Artículos de revistas
Utility of bronchodilator response for asthma diagnosis in Latino preschoolers
Allergologia et Immunopathologia Volume 42, Issue 6, Nov–Dec 2014, p.553–559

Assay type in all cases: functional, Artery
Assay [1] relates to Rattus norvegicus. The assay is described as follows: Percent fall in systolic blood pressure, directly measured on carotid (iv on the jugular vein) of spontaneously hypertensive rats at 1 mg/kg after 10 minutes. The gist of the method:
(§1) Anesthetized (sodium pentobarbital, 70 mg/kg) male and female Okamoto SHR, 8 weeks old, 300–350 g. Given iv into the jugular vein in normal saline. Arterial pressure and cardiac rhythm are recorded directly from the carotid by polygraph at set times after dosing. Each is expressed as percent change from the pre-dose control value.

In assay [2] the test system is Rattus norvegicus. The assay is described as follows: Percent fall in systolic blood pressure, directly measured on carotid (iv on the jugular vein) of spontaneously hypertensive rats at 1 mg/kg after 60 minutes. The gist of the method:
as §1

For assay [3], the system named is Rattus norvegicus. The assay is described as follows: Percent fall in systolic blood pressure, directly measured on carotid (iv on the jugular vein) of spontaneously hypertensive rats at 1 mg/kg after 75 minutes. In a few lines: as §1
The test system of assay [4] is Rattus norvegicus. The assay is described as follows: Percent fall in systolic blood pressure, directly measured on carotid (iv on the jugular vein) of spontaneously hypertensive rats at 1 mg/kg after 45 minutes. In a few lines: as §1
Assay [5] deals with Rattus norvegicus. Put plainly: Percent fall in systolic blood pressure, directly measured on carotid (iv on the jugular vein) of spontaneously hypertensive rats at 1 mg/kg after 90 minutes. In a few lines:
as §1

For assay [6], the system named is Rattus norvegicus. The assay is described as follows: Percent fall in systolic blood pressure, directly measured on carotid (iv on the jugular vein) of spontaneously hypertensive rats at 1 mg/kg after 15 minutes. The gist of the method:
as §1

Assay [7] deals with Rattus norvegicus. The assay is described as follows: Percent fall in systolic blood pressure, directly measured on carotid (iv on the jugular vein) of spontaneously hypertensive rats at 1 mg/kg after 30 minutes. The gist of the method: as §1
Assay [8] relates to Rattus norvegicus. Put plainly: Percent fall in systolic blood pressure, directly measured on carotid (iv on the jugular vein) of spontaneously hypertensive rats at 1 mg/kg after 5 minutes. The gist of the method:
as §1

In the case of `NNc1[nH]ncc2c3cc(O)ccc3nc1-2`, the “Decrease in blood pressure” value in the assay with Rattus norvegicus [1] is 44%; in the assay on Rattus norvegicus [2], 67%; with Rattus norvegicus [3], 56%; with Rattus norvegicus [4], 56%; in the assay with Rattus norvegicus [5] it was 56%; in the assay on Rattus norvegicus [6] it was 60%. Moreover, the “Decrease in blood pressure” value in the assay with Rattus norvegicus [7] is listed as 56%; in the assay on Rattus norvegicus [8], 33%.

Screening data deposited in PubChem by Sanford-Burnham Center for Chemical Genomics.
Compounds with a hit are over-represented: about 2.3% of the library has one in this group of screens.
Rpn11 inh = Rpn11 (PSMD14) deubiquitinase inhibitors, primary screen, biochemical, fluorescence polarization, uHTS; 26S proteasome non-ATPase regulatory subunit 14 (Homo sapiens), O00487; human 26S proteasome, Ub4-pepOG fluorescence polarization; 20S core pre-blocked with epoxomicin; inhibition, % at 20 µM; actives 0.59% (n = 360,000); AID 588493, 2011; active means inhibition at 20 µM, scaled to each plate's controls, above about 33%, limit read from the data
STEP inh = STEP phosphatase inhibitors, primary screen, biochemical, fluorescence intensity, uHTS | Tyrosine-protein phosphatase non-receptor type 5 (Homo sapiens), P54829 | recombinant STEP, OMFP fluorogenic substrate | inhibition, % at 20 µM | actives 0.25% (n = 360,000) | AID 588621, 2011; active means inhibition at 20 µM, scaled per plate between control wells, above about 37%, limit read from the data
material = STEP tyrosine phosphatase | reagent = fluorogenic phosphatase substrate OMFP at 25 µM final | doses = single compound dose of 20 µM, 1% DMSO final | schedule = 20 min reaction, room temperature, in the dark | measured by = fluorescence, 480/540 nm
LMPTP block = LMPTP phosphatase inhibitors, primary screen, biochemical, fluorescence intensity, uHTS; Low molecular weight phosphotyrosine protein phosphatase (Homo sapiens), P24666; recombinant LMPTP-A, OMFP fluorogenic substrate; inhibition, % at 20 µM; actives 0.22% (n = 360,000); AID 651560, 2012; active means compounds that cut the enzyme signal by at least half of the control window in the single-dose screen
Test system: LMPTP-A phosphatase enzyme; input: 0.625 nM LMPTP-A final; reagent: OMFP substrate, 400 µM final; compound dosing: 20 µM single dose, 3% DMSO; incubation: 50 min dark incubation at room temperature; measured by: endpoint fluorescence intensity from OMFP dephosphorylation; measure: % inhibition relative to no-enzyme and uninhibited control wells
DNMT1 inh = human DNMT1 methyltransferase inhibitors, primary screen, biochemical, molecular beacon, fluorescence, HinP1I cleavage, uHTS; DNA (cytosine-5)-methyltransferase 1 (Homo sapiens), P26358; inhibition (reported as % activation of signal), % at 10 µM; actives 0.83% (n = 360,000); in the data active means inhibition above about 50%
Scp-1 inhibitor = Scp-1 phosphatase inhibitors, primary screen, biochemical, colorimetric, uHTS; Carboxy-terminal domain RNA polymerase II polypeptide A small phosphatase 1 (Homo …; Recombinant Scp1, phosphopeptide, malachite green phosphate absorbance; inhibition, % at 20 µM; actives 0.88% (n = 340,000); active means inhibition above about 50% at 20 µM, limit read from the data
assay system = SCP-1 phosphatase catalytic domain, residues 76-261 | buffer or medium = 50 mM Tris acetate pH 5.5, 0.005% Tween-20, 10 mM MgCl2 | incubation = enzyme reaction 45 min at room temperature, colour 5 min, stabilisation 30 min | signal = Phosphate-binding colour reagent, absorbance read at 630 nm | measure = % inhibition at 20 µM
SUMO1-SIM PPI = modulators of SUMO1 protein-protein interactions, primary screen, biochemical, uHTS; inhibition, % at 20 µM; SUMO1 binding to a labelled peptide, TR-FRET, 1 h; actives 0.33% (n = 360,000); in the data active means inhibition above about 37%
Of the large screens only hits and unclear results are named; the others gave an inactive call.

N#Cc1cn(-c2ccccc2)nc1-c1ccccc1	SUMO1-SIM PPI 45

Background Asthma diagnosis in preschoolers is mostly based on clinical evidence, but a bronchodilator response could be used to help confirm the diagnosis. The objective of this study is to evaluate the utility of bronchodilator response for asthma diagnosis in preschoolers by using spirometry standardised for this specific age group. Methods A standardised spirometry was performed before and after 200 mcg of salbutamol in 64 asthmatics and 32 healthy control preschoolers in a case-control design study. Results The mean age of the population was 4.1 years (3–5.9 years) and 60% were females. Almost 95% of asthmatics and controls could perform an acceptable spirometry, but more asthmatics than controls reached forced expiratory volume in one second (FEV1) (57% vs. 23%, p = 0.033), independent of age. Basal flows and FEV1 were significantly lower in asthmatics than in controls, but no difference was found between groups in forced vital capacity (FVC) and FEV in 0.5 s (FEV0.5). Using receiver operating characteristic (ROC) curves, the variable with higher power to discriminate asthmatics from healthy controls was a bronchodilator response (% of change from basal above the coefficient of repeatability) of 25% in forced expiratory flow between 25% and 75% (FEF25–75) with 41% sensitivity, 80% specificity. The higher positive likelihood ratio for asthma equalled three for a bronchodilator response of 11% in FEV0.5 (sensitivity 30%, specificity 90%). Conclusions In this sample of Chilean preschoolers, spirometry had a very high performance and bronchodilator response was very specific but had low sensitivity to confirm asthma diagnosis.